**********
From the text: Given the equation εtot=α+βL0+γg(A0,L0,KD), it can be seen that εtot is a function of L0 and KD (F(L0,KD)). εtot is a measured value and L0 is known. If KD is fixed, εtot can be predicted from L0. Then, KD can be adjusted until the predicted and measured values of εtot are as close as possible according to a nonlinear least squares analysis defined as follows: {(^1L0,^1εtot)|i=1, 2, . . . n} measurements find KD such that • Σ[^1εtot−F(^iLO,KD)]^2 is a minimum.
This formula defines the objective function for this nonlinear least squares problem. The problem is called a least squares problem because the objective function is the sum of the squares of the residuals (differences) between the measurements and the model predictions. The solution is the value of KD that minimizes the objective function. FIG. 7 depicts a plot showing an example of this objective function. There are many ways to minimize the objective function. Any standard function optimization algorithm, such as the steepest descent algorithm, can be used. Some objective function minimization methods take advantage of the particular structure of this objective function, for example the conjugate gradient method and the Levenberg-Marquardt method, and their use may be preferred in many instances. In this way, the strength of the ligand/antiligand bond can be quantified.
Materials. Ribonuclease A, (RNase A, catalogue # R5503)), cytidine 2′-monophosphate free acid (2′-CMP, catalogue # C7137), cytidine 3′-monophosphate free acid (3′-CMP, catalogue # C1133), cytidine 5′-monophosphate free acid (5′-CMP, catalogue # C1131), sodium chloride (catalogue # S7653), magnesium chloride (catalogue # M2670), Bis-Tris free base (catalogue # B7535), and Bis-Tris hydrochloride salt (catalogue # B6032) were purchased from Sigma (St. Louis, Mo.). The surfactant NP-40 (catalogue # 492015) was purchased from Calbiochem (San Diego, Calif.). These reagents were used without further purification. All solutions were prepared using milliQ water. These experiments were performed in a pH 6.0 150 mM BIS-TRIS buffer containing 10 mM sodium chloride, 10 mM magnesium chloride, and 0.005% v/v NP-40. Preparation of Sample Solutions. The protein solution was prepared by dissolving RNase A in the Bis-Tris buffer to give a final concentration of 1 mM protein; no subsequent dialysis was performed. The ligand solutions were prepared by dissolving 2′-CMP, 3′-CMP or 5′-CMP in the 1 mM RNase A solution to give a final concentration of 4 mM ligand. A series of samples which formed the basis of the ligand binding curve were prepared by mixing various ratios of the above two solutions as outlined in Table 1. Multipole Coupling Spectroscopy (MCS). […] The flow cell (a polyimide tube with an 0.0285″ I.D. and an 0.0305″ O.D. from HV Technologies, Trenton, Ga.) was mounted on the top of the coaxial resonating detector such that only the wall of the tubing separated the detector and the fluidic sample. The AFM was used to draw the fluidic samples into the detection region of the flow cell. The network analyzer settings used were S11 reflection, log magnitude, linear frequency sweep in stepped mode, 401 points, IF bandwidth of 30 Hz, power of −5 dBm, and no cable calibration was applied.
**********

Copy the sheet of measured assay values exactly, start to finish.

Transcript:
From the text: Given the equation εtot=α+βL0+γg(A0,L0,KD), it can be seen that εtot is a function of L0 and KD (F(L0,KD)). εtot is a measured value and L0 is known. If KD is fixed, εtot can be predicted from L0. Then, KD can be adjusted until the predicted and measured values of εtot are as close as possible according to a nonlinear least squares analysis defined as follows: {(^1L0,^1εtot)|i=1, 2, . . . n} measurements find KD such that • Σ[^1εtot−F(^iLO,KD)]^2 is a minimum.
This formula defines the objective function for this nonlinear least squares problem. The problem is called a least squares problem because the objective function is the sum of the squares of the residuals (differences) between the measurements and the model predictions. The solution is the value of KD that minimizes the objective function. FIG. 7 depicts a plot showing an example of this objective function. There are many ways to minimize the objective function. Any standard function optimization algorithm, such as the steepest descent algorithm, can be used. Some objective function minimization methods take advantage of the particular structure of this objective function, for example the conjugate gradient method and the Levenberg-Marquardt method, and their use may be preferred in many instances. In this way, the strength of the ligand/antiligand bond can be quantified.
Materials. Ribonuclease A, (RNase A, catalogue # R5503)), cytidine 2′-monophosphate free acid (2′-CMP, catalogue # C7137), cytidine 3′-monophosphate free acid (3′-CMP, catalogue # C1133), cytidine 5′-monophosphate free acid (5′-CMP, catalogue # C1131), sodium chloride (catalogue # S7653), magnesium chloride (catalogue # M2670), Bis-Tris free base (catalogue # B7535), and Bis-Tris hydrochloride salt (catalogue # B6032) were purchased from Sigma (St. Louis, Mo.). The surfactant NP-40 (catalogue # 492015) was purchased from Calbiochem (San Diego, Calif.). These reagents were used without further purification. All solutions were prepared using milliQ water. These experiments were performed in a pH 6.0 150 mM BIS-TRIS buffer containing 10 mM sodium chloride, 10 mM magnesium chloride, and 0.005% v/v NP-40. Preparation of Sample Solutions. The protein solution was prepared by dissolving RNase A in the Bis-Tris buffer to give a final concentration of 1 mM protein; no subsequent dialysis was performed. The ligand solutions were prepared by dissolving 2′-CMP, 3′-CMP or 5′-CMP in the 1 mM RNase A solution to give a final concentration of 4 mM ligand. A series of samples which formed the basis of the ligand binding curve were prepared by mixing various ratios of the above two solutions as outlined in Table 1. Multipole Coupling Spectroscopy (MCS). […] The flow cell (a polyimide tube with an 0.0285″ I.D. and an 0.0305″ O.D. from HV Technologies, Trenton, Ga.) was mounted on the top of the coaxial resonating detector such that only the wall of the tubing separated the detector and the fluidic sample. The AFM was used to draw the fluidic samples into the detection region of the flow cell. The network analyzer settings used were S11 reflection, log magnitude, linear frequency sweep in stepped mode, 401 points, IF bandwidth of 30 Hz, power of −5 dBm, and no cable calibration was applied.